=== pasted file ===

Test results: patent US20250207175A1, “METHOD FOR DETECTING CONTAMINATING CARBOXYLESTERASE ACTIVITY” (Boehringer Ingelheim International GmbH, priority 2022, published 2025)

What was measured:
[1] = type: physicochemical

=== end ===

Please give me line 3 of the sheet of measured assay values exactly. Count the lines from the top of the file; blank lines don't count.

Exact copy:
[1] = type: physicochemical